Tenpa’i Nyima Rinpoche and H.E. Lopon Tenzin Namdak Rinpoche.
In 2002, Gelek Jinpa, a graduate of Triten Norbutse Monastery in
Kathmandu, Nepal, traveled to Tibet on pilgrimage to Mount Kailash
and in search of the kingdom of Zhang Zhung. This book is Geshe
Gelek's journal of his spiritual quest, and is accompanied by 160
breathtaking photographs by his traveling companion, photographer
Thomas Kelley. Includes a 60-minute DVD documenting the pilgrimage,
with wonderful interviews with Gelek Jinpa's teacher, Yongdzin
Tenzin Namdak Rinpoche.
Hardback, 204 pages.
"The one-hour DVD in itself is a don't miss for any student of
Yongdzin (Lopon) Rinpoche and the Bon tradition. It is very
professionally done, and has wonderful interviews with Gelek Jinpa's
teacher, Yongdzin Tenzin Namdak Rinpoche. It's a beautiful and
memorable teaching in itself." - Polly Turner
Price: $65
Don't forget that Feb. 28th is Losar, the first day of the Tibetan Year
of the Fire Dog, and the time of year to hang new prayer flags. You can
find our windhorse prayer flags listed online in the category of
'ritual items' or by going directly to: And, if you wish
to offer a prayer flag in the name of a loved one to be blessed and
hung at Serenity Ridge, go to: for directions on
how to order one.
May this be an auspicious year for all!
There are so many people who give so much of themselves toward the
needs of Ligmincha Institute, Serenity Ridge and our teachers. These
are the ones who help to create the space that allows us to receive the
precious teachings. We on the Council would like to take a little time
each month to say thank you to just a few of them, and to ask for
additional heartfelt assistance. We want to encourage everyone in our
sangha to think of ways they can apply their experience and energy to
helping Tenzin Wangyal Rinpoche realize his dream of bringing these
precious teachings to as many people as possible.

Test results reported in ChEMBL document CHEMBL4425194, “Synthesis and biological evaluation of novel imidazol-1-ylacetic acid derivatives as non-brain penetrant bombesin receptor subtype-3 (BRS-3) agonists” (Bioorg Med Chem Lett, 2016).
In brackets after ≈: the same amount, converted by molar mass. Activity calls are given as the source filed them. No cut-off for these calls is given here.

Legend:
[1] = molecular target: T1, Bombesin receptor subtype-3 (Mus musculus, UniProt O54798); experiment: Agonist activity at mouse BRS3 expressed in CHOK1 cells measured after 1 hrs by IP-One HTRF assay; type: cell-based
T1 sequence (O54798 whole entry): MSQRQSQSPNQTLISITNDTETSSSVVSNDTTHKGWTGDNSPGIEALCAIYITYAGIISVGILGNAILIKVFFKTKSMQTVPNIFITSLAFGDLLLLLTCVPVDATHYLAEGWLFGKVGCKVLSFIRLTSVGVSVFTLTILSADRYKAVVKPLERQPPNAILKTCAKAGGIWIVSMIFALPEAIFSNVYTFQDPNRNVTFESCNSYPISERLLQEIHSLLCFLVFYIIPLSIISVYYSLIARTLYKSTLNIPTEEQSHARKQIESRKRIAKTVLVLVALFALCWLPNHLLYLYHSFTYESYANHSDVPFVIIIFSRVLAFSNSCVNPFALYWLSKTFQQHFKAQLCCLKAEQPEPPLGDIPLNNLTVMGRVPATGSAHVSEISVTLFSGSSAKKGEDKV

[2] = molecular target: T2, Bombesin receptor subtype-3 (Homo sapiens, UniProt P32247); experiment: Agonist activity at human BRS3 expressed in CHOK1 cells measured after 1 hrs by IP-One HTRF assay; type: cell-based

This month we share some words from Lee Hartline, Raven Cypress Wood
and Kim Carey.
***Sue Davis and Kevin O’Neil, for setting up the downtown
Charlottesville space for public talks.
***Richard Fauteaux, Greg Kelley, John Massie and Norman Dill, for
being available to help do virtually anything at Serenity Ridge.
***Cece Clover and Sangye Dekye (Trish Cowan), for helping Rinpoche
with countless tasks done with heart.
***Lisette Takayama and Ron Greathead, for always being available to
attend our visiting geshes, receiving them as guests, cooking meals,
chauffeuring them back and forth. An additional thank you to Lisette
for always being willing to cook for the lamas during retreats.
***Polly Turner for volunteering to help, and spending hours with setup
for Winter Retreat the day after Christmas.
***Armin Raderbauer for climbing the trees of Serenity Ridge during the
Summer Retreat and hanging the flags so very high!
Ligmincha's Downtown Charlottesville Center Needs Your Help
The tasks listed below would be a wonderful gift of time from one
person or a group of people willing to make an ongoing commitment to
help out at the downtown center in Charlottesville, Va.
***Cleaning the downtown center
We need help with general household cleaning in our downtown space.
Tasks include: cleaning the kitchen, the bathrooms, and the shrine
room; polishing the shrine room objects; vacuuming; and washing the
windows to let the clear light in and out. It would require one to two
hours per week.
***Assisting Lee in the office
Here’s an opportunity for anyone who can make a regular commitment for
a few hours a week:
Lee needs help with general typing and filing, cleaning up the mailing
list, going to the post office, assembling mailings, stamping, sealing,
etc. It would require one to two hours per week.
For those who don't have much time or for some reason can't get to a
retreat, we would like to offer the opportunity to make a donation
toward purchasing the candles for the shrines, or the wine and tea for
Yeshe Walmo, or the flowers for the gompa and Garuda House shrine
rooms. A few dollars go a long way, and help to turn the wheel of
***TO VOLUNTEER your assistance in any of the above ways, or to suggest
other ways you can help, please contact Lee Hartline at
This e-mail address is being protected from spambots. You need JavaScript enabled to view it , or call 434-977-6161.